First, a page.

The Economics of Happiness
AbstractEconomists have long considered themselves fortunate that micro-economic theory needs only be based on relative utility, as it is widely believed that utility is not measurable in absolute terms. But this view is no longer valid. The measurement of happiness constitutes a good approximation to utility. It is shown that research on happiness provides new evidence on important issues of economic theory and policy. In particular, it is shown how unemployment, income and inflation affect self-reported subjective well-being. The results are partly in line with accepted economics but partly throw doubt on it. Institutions, such as the type of democracy and the extent of political decentralisation, also systematically affect individual happiness.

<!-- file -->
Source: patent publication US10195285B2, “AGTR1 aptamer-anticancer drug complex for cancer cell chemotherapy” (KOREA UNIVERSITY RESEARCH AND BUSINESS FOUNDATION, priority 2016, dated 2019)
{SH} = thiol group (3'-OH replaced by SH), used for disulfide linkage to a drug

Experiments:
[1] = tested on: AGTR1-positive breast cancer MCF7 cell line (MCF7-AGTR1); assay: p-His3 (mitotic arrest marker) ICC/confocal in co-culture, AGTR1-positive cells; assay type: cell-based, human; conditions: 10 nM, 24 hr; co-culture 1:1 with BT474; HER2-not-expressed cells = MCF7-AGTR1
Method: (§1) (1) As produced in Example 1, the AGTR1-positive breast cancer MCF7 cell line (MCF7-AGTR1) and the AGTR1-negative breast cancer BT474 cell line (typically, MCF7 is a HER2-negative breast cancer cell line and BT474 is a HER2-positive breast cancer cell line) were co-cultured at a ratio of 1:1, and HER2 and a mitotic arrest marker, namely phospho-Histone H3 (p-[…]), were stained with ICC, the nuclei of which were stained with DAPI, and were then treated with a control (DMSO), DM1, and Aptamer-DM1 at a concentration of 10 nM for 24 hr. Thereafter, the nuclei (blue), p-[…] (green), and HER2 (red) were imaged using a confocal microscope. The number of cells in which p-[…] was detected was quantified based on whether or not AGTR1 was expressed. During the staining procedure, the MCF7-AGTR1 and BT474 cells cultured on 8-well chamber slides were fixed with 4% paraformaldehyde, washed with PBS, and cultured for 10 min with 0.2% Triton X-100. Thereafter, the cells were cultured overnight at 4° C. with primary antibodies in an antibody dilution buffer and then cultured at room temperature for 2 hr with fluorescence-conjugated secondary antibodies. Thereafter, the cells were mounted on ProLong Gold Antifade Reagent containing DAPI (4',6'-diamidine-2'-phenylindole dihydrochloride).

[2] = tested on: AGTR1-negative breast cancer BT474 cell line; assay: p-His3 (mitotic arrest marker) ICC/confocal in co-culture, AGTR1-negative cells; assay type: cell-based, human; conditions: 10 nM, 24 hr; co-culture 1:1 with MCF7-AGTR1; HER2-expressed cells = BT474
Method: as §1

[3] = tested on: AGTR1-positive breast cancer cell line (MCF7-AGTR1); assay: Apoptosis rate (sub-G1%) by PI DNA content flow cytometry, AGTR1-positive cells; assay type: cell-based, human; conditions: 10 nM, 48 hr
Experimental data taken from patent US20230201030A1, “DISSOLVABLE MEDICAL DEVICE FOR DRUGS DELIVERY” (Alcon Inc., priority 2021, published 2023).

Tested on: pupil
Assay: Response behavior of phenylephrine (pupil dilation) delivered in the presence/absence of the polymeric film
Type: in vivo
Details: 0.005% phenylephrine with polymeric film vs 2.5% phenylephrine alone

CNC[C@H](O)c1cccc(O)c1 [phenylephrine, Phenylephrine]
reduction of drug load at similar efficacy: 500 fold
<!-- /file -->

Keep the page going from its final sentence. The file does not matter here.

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Bibliographic InfoArticle provided by World Economics, Economic & Financial Publishing, 1 Ivory Square, Plantation Wharf, London, United Kingdom, SW11 3UE in its journal World Economics Journal.
Volume (Year): 3 (2002)
Issue (Month): 1 (January)
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- Bruno Frey, 2011.
"Tullock challenges: happiness, revolutions, and democracy,"
Springer, vol. 148(3), pages 269-281, September.
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- Alex Coram & Lyle Noakes, 2006. "Relative advantage, queue jumping, and welfare maximizing wealth distribution," UMASS Amherst Economics Working Papers 2006-08, University of Massachusetts Amherst, Department of Economics.
- John Malcolm Dowling & Yap Chin Fang, 2006. "Homeostasis and Well Being," Working Papers 09-2006, Singapore Management University, School of Economics.
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